Myths of Greece and Rome Narrated with Special Reference to Literature and Art

Page: 206

Same as Odysseus, hero of the Odyssey;
King of Ithaca, 214, 312, 315, 330, 332;
adventures of, 337-359;
significance, 386, 395.

Muse of astronomy, daughter of Jupiter and Mnemosyne, 88, 90.

U´ra-nus (Heaven).
Husband of Gæa, created by her, 15, 17, 18;
significance, 385.

Same as Aphrodite, goddess of beauty, 103-130;
day of, 207;
Hippomenes aided by, 278;
Juno and Minerva dispute with, 306-308;
Paris advised by, 310, 312;
Paris saved by, 320;
Æneas, son of, 360, 362, 366, 367, 370, 372, 376;
significance, 389.

God of the orchards;
loved by Pomona, 303.

Same as Hestia, goddess of fire and of the family hearth, 198-204;
birth of, 22;
significance, 399.

Festivals in honor of Vesta, held in Rome, 202.

Virgins dedicated to the service of Vesta, 200-202, 377.

Same as Nice, goddess of victory, 41.

Tribe in Italy who join the Rutules against Æneas, 373, 374, 376.

Same as Hephæstus, god of the forge, 144-148;
Jupiter’s head cleft by, 55;
Venus, wife of, 106, 107;
armor made by, 326, 374;
significance, 399.

Festivals celebrated in honor of Vulcan, 148.

God of the south wind;
son of Æolus and Aurora, 213;
Hyacinthus slain by, 67;
Venus conducted by, 105;
Psyche saved by, 122, 128;
Flora, wife of, 301.

Son of Boreas and Orithyia;
took part in Argonautic expedition, and drove away Harpies, 215.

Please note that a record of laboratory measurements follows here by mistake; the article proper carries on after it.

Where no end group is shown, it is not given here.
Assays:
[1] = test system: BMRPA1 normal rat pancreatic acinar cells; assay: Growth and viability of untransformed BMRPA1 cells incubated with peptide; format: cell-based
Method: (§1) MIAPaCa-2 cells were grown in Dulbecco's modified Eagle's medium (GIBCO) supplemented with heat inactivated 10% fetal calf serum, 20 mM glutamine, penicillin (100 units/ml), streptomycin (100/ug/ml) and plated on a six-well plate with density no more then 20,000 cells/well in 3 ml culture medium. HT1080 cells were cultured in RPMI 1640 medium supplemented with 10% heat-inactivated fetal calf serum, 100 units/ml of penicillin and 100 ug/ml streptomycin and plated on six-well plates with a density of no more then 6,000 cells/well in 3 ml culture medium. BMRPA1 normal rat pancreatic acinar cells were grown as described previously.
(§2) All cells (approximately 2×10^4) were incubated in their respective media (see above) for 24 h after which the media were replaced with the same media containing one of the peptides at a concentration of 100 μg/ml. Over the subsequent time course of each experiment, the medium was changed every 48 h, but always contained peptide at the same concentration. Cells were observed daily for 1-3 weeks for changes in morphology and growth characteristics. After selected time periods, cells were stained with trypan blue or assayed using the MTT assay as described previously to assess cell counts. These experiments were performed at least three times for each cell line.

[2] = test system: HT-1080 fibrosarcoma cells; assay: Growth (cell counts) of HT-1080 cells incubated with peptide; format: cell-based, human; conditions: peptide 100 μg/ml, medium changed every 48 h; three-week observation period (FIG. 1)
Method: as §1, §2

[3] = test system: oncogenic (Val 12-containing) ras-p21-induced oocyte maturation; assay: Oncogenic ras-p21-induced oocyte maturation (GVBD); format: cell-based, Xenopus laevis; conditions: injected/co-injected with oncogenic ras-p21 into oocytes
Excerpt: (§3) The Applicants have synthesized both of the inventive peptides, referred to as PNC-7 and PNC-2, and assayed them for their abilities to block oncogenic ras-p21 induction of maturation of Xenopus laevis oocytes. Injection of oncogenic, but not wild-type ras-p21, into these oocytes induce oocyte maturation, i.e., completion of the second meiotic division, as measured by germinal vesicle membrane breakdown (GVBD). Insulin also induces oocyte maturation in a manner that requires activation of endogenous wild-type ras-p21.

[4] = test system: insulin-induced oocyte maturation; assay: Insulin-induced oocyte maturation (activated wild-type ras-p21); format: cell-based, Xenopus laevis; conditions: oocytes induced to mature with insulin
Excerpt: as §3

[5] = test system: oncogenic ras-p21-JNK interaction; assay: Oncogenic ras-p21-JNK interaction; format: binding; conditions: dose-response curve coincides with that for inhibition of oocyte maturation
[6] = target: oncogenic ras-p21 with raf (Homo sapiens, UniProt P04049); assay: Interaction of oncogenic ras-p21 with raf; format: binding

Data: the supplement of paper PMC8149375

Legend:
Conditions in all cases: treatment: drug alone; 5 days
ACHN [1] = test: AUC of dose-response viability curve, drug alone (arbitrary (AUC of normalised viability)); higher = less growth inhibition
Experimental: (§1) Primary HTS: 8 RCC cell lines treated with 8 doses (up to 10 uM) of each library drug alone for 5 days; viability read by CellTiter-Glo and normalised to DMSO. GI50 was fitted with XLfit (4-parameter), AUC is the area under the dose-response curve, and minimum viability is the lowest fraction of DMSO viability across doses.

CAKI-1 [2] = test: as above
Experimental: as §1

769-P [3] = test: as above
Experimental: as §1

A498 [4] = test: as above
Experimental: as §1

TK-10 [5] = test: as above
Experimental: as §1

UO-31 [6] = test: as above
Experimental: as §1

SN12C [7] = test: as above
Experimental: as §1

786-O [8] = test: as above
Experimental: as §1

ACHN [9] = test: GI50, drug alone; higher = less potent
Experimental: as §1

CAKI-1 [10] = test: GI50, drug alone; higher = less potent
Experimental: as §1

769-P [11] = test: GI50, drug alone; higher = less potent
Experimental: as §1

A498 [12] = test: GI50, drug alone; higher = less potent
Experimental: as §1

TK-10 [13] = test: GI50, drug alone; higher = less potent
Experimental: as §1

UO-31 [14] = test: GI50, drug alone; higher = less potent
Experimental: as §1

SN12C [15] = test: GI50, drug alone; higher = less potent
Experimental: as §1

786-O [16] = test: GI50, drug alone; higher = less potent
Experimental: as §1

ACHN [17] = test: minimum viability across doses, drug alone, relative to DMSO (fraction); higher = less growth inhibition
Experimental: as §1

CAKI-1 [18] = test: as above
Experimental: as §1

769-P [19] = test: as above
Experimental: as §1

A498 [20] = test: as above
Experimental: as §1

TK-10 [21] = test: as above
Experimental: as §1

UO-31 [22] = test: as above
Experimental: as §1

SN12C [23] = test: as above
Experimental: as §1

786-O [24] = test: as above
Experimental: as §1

Twin brother of Amphion;
son of Jupiter and Antiope, 80-82.

Same as Jupiter;
father of the gods, 39;
significance, 379, 385, 388, 395.

Transcriber's Note

Variations in spelling of proper nouns are preserved as printed.

Minor punctuation errors have been repaired. Hyphenation and accent usage has been made consistent.

Page 260—capitivity amended to captivity—"... came to Athens, delivered her from captivity, ..."

The transcription of the genealogical table has been added by the transcriber for the convenience of the reader. Please note that the original table stated erroneously that Hemera was male and Æther was female. This has been corrected in the transcription.

Alphabetic links have been added to the indexes by the transcriber for the convenience of the reader.

The frontispiece illustration has been moved to follow the title page. Other illustrations have been moved where necessary so that they were not in the middle of a paragraph.

Omitted page numbers were either the original location of full page illustrations or blank in the original book.

End of Project Gutenberg's Myths of Greece and Rome, by H. A. Guerber